The Terminator franchise has lived on since the departure of James Cameron as director, but most would agree that the quality of the material on-screen hasn’t come close to the masterful heights of Terminator 2: Judgment Day. Cameron’s Oscar-winning blockbuster not only boasted groundbreaking visual effects and dizzying amounts of action, it featured a level of character development and depth rarely seen in films of its kind. It’s no surprise that T2 has stood the test of time better than many films to come after it.
The three Terminator movies released since T2 – 2003’s Terminator 3: Rise of the Machines, 2009’s Terminator: Salvation, and 2015’s Terminator: Genisys – have mostly succeeded financially, but came up well-short of Cameron’s films when it came to critical reception. The next entry in the franchise, however, aims not to reclaim the magic of the first two films but put a fresh twist on T2 itself – and perhaps give new audiences an idea of how great the franchise can be.
The Facebook page for Terminator 2 put up a post (see below) on August 29 – not coincidentally, the day Skynet becomes self-aware in the Terminator movie series timeline – depicting a new one-sheet for the 1991 classic, announcing that Terminator 2 will be re-released in theaters in 3D sometime in 2017. “August 29th 1997: The day Skynet first became self aware…August 29th 2016: the day you first saw the brand new poster for Terminator 2 in 3D. Coming to theaters in 2017,” the Facebook post reads.
This not the Terminator franchise’s first foray into 3D. T2 spawned a popular attraction at Universal Studios called T2 3-D, Battle Across Time, which features stars Arnold Schwarzenegger as the T-800, Linda Hamilton as Sarah Connor, Robert Patrick as the T-1000, and Edward Furlong as John Connor, in a short film as part of the main attraction. The ride is described by Universal Orlando as “a spellbinding mix of live action stunts, special effects and amazing 3-D filmmaking.” The ride is still in operation at Universal Studios parks in Orlando, Fla. and Osaka, Japan, but closed at Universal Studios Hollywood in 2012. Cameron has thought about re-releasing T2 in 3D since at least 2009, when he released Avatar.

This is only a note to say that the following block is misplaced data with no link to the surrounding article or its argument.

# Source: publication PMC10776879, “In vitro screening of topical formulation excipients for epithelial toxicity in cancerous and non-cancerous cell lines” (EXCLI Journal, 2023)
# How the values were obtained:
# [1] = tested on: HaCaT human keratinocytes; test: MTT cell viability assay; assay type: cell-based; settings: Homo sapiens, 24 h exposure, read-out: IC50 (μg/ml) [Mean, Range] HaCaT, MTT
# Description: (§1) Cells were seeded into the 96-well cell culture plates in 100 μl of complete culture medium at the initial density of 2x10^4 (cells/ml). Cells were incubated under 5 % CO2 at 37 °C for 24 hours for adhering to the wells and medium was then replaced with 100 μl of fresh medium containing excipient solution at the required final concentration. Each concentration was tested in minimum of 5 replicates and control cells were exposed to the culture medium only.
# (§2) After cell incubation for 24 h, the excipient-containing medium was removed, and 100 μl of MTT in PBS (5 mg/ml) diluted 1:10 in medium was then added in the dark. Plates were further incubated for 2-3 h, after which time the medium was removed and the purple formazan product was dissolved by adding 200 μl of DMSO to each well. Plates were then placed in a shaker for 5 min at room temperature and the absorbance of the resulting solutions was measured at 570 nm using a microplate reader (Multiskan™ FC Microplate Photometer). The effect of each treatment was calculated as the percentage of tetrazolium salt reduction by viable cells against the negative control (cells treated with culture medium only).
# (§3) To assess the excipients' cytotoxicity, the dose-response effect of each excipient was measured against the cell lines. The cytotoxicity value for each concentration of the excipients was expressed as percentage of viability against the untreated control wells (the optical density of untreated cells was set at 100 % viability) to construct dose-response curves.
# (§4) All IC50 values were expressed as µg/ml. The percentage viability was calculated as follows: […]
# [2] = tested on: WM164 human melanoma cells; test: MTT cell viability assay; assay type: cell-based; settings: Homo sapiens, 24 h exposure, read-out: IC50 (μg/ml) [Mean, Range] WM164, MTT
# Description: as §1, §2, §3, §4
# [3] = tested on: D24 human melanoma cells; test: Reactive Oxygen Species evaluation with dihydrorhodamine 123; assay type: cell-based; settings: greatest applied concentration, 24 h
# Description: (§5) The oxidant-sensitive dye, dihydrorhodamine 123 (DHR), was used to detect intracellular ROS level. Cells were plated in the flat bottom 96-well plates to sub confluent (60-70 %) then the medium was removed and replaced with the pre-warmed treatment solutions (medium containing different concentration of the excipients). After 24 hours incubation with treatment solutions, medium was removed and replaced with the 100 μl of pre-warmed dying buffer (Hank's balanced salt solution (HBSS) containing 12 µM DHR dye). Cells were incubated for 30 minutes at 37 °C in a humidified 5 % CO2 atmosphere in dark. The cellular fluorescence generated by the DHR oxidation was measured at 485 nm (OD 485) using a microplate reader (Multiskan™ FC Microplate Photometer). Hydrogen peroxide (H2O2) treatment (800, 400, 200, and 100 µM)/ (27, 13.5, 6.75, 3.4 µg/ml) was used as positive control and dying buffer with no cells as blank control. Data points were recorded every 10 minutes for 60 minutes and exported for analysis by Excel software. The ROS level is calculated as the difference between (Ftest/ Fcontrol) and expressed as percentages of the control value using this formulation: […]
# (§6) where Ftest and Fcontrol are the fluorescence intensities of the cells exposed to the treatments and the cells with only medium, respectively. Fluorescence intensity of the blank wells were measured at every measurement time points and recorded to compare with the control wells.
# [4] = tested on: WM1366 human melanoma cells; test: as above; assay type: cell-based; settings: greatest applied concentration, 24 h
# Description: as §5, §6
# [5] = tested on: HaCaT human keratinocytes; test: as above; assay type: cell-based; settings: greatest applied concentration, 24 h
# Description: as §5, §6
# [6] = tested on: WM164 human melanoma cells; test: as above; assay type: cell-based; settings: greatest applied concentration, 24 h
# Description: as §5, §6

Though Terminator 2 was not originally made with 3D in mind, there are some sequences and moments that lend themselves well to a 3D adaptation. Among them: the opening post-apocalyptic battle scene from 2029, the truck/motorcycle chase through an empty aqueduct and the liquid metal T-1000 slithering throughout various locations. The re-purposing of T2 for 3D also would not be as gimmicky as films made specifically for the effect or sacrifice the story and characters that made T2 a transcendent sci-fi experience in the first place.
While it will be a great piece of nostalgia for hardcore fans of the original Terminator films and a good opportunity to introduce younger audiences to a sci-fi classic, the 3D re-release of T2 also acts as a tacit admission that the latest entries to the canon have not lived up to Cameron’s lofty standards. Though Terminator: Genisys performed well in the international box office, it essentially re-wrote the franchise’s timeline, which didn’t go over well with many fans. It’s been great to see Schwarzenegger reprise his role as the iconic cybernetic organism, but the franchise’s recent output is a painful reminder that it hasn’t been the same without Cameron’s vision.
Terminator 2: Judgment Day 3D has no official release date, but is due sometime in 2017.